Positioning Your Practice for Success After COVID-19
By Teri Thurston, PECAA Billing & Coding Advisor
The coming weeks and maybe months will be unlike any we have operated in before. Most of you have already begun to take the necessary steps for your business to survive this period. There is an old saying that will continue to ring true: “Cash is king.” Practices that have cash reserves or access to cash will be well positioned to survive and once again thrive in the near-future. Your PECAA Member Business Advisors will be working hard over the coming weeks to lay out ideas and strategies for your business to position yourselves in a way that will help you get back on your feet once the COVID-19 outbreak dies down. Our first in this series is on accounts receivable collection.
Accounts receivable is the lifeblood of the practice, and it’s now more true than ever. Most practices had a very strong January and February, followed by what will end up being a weak March and beyond. That means large Cost ofGoods bills for all of those January and February sales, with declining revenue coming in. Efficient accounts receivable collection will help collect the revenue due to you and provide some of the cash flow needed for you to handle bills in the coming months. We encourage you to take a look at the strategies below to ensure cash is being collected as quickly as possible.
Accounts Receivable Strategy
Now is the time to capture as much outstanding revenue as possible. Look for the “low hanging fruit” first, including claims approaching timely filing losses, before diving into more complex claim issues requiring more time.
- Make sure all claims have been submitted to insurance payers (e.g., vision, medical and secondary claims)
- Send out any patient statements that have not yet been generated
- Post any outstanding payments (e.g., insurance and patient)
- Correct and resubmit denials. Starting first with the simpler denials caused by registration error, modifier issues, claim rejections (clearinghouse), etc.
- Stuck on a denial? Reach out to email@example.com for assistance, the billing & coding team is here to help.
- Review your insurance accounts receivables reports, noting the outstanding claims in each aging brackets.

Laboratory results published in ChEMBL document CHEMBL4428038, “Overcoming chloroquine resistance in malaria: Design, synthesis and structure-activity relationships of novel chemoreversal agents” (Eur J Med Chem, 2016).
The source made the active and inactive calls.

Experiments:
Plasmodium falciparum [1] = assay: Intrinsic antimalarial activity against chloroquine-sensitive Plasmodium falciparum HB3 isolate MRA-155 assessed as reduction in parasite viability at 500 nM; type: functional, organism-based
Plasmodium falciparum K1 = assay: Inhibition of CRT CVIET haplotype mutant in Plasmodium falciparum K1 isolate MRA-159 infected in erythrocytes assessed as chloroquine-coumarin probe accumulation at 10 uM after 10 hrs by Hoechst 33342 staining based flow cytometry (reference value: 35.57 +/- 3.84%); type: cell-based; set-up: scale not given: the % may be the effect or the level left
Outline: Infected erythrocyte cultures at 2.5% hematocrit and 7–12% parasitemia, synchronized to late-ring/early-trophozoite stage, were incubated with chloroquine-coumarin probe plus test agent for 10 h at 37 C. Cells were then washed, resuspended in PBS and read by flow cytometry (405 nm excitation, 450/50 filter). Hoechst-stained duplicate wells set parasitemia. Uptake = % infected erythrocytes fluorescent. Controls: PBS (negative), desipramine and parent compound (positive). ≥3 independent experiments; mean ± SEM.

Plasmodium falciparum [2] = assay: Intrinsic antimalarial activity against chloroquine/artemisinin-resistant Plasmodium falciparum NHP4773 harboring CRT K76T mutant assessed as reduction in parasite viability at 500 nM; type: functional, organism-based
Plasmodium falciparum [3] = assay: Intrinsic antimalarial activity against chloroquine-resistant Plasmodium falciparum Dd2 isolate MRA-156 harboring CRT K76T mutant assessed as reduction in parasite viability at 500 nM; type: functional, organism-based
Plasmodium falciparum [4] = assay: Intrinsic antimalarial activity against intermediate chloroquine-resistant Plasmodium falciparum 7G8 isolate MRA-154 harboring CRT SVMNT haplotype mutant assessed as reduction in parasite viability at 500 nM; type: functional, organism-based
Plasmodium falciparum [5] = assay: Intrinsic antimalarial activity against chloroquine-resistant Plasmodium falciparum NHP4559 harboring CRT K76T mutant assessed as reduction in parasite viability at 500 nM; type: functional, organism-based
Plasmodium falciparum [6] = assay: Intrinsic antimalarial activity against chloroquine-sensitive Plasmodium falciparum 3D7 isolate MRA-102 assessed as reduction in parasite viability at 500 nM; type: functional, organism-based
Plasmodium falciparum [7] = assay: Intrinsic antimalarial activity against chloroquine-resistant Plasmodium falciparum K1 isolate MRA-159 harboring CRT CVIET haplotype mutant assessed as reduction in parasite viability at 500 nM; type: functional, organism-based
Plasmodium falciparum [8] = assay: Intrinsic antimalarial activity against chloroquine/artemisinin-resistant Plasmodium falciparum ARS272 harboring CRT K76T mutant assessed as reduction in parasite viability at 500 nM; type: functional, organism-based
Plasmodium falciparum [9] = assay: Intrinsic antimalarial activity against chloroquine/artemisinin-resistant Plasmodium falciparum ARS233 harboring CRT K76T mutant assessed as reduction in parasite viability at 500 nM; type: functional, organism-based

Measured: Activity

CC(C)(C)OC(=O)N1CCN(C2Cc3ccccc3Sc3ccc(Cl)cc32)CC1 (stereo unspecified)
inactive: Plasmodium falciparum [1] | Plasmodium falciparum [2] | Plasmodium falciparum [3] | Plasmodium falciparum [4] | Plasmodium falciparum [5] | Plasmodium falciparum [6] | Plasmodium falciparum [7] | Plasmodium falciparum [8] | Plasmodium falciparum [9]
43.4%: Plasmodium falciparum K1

- Review all outstanding claims in detail, starting with the 120+ aging brackets first and work towards 31 days
- If there are a large number of claims to work through, it may be easier and more efficient to work through the AR by individual insurance payer. Working all outstanding claims over 31 days for that specific payer before moving to the next.
- Review in detail any outstanding vision claims over 31.
- Review timely filing issues if any (Aetna, Cigna, UHC all have a 90-day timely filing period)
- Submit all secondary claims
- Make correction on all claim rejection/returns through the clearinghouse. Remember your clearinghouse is a great tool when working your denials!
- Insurance companies may be short staffed or working limited hours so utilize the websites as much as possible. Hold times may be even longer during this crisis.
- Think long term; as you are looking through your claim denials, think prevention of future denials. Note, where can you add “safety nets” so after the crisis you can hit the ground running and not continue duplicating the same errors.
- Review your patient accounts receivables reports, noting the outstanding claims in each aging brackets
- Review all patient accounts 0-30 days, generate and mail or submit statements. Now may be the time to be creative in the options available for patients to pay their balances. It may be difficult for them to get to the post-office or mailboxes in some cases. Find “friendly” avenues to allow for patients to pay.
- Review all patient accounts 31 – 60 days – this should be the second statement that has gone out. You may want to email or call patients with larger balances. There should be less patients accounts than 0-30 days, so calls may be an option. Use as a “check-in” and let patients know what is happening within your practice if they should need you during the crisis.
- 61 -90 days these patients should be called or notified in some way other than the normal paper statement. A handwritten note or sticker on the statement maybe affective.
- All accounts 91 days should be sent delinquent letters and sent to collections after specified time allowance outline in your financial agreement.
If you do not know where to begin, the PECAA Billing & Coding Team can help by providing a Free AR Assessment to determine your best opportunities and how to prioritize these opportunities.